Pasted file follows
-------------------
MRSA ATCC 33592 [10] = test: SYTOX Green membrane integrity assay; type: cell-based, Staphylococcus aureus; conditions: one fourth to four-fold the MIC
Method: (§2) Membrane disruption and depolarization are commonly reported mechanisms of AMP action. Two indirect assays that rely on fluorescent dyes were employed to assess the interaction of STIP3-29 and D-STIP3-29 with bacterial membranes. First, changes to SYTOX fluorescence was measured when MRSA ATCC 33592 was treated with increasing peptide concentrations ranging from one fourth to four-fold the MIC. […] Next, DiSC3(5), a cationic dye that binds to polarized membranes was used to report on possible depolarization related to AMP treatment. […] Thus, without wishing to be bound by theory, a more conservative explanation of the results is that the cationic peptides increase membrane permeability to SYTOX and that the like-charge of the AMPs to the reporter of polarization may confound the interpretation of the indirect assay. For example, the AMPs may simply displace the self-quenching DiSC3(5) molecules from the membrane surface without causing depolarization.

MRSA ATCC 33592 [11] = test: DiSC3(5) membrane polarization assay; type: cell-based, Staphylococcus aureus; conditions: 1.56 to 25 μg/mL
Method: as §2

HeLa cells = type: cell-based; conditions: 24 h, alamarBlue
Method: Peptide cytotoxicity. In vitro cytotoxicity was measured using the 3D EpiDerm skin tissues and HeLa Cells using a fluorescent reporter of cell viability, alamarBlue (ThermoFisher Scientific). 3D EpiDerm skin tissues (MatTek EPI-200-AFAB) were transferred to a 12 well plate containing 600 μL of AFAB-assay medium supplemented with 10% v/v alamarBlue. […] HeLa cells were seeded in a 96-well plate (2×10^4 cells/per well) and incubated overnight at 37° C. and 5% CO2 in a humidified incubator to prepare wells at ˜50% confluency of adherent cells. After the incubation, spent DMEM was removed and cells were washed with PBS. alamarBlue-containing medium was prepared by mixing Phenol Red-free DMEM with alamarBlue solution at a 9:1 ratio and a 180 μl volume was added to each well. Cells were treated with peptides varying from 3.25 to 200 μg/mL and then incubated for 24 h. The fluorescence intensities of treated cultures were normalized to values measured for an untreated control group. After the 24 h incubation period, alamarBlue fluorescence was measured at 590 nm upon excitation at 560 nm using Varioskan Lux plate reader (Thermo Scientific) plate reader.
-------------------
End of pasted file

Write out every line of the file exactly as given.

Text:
MRSA ATCC 33592 [10] = test: SYTOX Green membrane integrity assay; type: cell-based, Staphylococcus aureus; conditions: one fourth to four-fold the MIC
Method: (§2) Membrane disruption and depolarization are commonly reported mechanisms of AMP action. Two indirect assays that rely on fluorescent dyes were employed to assess the interaction of STIP3-29 and D-STIP3-29 with bacterial membranes. First, changes to SYTOX fluorescence was measured when MRSA ATCC 33592 was treated with increasing peptide concentrations ranging from one fourth to four-fold the MIC. […] Next, DiSC3(5), a cationic dye that binds to polarized membranes was used to report on possible depolarization related to AMP treatment. […] Thus, without wishing to be bound by theory, a more conservative explanation of the results is that the cationic peptides increase membrane permeability to SYTOX and that the like-charge of the AMPs to the reporter of polarization may confound the interpretation of the indirect assay. For example, the AMPs may simply displace the self-quenching DiSC3(5) molecules from the membrane surface without causing depolarization.

MRSA ATCC 33592 [11] = test: DiSC3(5) membrane polarization assay; type: cell-based, Staphylococcus aureus; conditions: 1.56 to 25 μg/mL
Method: as §2

HeLa cells = type: cell-based; conditions: 24 h, alamarBlue
Method: Peptide cytotoxicity. In vitro cytotoxicity was measured using the 3D EpiDerm skin tissues and HeLa Cells using a fluorescent reporter of cell viability, alamarBlue (ThermoFisher Scientific). 3D EpiDerm skin tissues (MatTek EPI-200-AFAB) were transferred to a 12 well plate containing 600 μL of AFAB-assay medium supplemented with 10% v/v alamarBlue. […] HeLa cells were seeded in a 96-well plate (2×10^4 cells/per well) and incubated overnight at 37° C. and 5% CO2 in a humidified incubator to prepare wells at ˜50% confluency of adherent cells. After the incubation, spent DMEM was removed and cells were washed with PBS. alamarBlue-containing medium was prepared by mixing Phenol Red-free DMEM with alamarBlue solution at a 9:1 ratio and a 180 μl volume was added to each well. Cells were treated with peptides varying from 3.25 to 200 μg/mL and then incubated for 24 h. The fluorescence intensities of treated cultures were normalized to values measured for an untreated control group. After the 24 h incubation period, alamarBlue fluorescence was measured at 590 nm upon excitation at 560 nm using Varioskan Lux plate reader (Thermo Scientific) plate reader.